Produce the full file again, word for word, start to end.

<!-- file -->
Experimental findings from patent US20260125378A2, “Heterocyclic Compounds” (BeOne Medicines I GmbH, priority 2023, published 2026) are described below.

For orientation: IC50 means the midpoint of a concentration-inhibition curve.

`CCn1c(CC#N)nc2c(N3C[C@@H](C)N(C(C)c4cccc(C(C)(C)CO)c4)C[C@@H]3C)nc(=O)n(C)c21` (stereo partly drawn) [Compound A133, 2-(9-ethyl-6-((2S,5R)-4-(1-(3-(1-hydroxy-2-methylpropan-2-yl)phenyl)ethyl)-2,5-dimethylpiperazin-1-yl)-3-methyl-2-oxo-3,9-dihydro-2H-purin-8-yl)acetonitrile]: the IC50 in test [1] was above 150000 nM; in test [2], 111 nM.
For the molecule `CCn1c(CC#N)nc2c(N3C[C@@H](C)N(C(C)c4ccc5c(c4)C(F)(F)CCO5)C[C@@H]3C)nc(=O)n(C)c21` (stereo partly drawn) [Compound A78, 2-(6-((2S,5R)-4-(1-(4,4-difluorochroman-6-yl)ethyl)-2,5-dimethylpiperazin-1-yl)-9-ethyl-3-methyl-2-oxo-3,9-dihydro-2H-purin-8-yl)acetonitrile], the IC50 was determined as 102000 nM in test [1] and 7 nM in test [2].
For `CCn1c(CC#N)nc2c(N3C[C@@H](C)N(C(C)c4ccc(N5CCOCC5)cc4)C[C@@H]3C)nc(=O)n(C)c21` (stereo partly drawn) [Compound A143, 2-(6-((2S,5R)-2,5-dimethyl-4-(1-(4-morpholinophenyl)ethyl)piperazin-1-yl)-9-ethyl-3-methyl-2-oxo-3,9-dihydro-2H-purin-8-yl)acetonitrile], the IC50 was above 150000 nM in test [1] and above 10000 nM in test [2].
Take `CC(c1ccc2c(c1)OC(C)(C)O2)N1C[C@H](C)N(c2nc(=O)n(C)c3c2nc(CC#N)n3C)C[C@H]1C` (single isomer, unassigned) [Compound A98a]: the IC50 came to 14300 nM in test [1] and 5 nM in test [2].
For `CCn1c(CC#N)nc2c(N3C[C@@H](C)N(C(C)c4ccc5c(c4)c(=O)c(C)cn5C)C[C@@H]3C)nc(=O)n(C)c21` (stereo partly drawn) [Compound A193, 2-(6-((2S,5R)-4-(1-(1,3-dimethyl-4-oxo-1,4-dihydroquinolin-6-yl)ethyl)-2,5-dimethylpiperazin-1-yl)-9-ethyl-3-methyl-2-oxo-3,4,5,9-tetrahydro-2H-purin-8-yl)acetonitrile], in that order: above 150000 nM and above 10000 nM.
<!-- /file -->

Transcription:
Experimental findings from patent US20260125378A2, “Heterocyclic Compounds” (BeOne Medicines I GmbH, priority 2023, published 2026) are described below.

For orientation: IC50 means the midpoint of a concentration-inhibition curve.

`CCn1c(CC#N)nc2c(N3C[C@@H](C)N(C(C)c4cccc(C(C)(C)CO)c4)C[C@@H]3C)nc(=O)n(C)c21` (stereo partly drawn) [Compound A133, 2-(9-ethyl-6-((2S,5R)-4-(1-(3-(1-hydroxy-2-methylpropan-2-yl)phenyl)ethyl)-2,5-dimethylpiperazin-1-yl)-3-methyl-2-oxo-3,9-dihydro-2H-purin-8-yl)acetonitrile]: the IC50 in test [1] was above 150000 nM; in test [2], 111 nM.
For the molecule `CCn1c(CC#N)nc2c(N3C[C@@H](C)N(C(C)c4ccc5c(c4)C(F)(F)CCO5)C[C@@H]3C)nc(=O)n(C)c21` (stereo partly drawn) [Compound A78, 2-(6-((2S,5R)-4-(1-(4,4-difluorochroman-6-yl)ethyl)-2,5-dimethylpiperazin-1-yl)-9-ethyl-3-methyl-2-oxo-3,9-dihydro-2H-purin-8-yl)acetonitrile], the IC50 was determined as 102000 nM in test [1] and 7 nM in test [2].
For `CCn1c(CC#N)nc2c(N3C[C@@H](C)N(C(C)c4ccc(N5CCOCC5)cc4)C[C@@H]3C)nc(=O)n(C)c21` (stereo partly drawn) [Compound A143, 2-(6-((2S,5R)-2,5-dimethyl-4-(1-(4-morpholinophenyl)ethyl)piperazin-1-yl)-9-ethyl-3-methyl-2-oxo-3,9-dihydro-2H-purin-8-yl)acetonitrile], the IC50 was above 150000 nM in test [1] and above 10000 nM in test [2].
Take `CC(c1ccc2c(c1)OC(C)(C)O2)N1C[C@H](C)N(c2nc(=O)n(C)c3c2nc(CC#N)n3C)C[C@H]1C` (single isomer, unassigned) [Compound A98a]: the IC50 came to 14300 nM in test [1] and 5 nM in test [2].
For `CCn1c(CC#N)nc2c(N3C[C@@H](C)N(C(C)c4ccc5c(c4)c(=O)c(C)cn5C)C[C@@H]3C)nc(=O)n(C)c21` (stereo partly drawn) [Compound A193, 2-(6-((2S,5R)-4-(1-(1,3-dimethyl-4-oxo-1,4-dihydroquinolin-6-yl)ethyl)-2,5-dimethylpiperazin-1-yl)-9-ethyl-3-methyl-2-oxo-3,4,5,9-tetrahydro-2H-purin-8-yl)acetonitrile], in that order: above 150000 nM and above 10000 nM.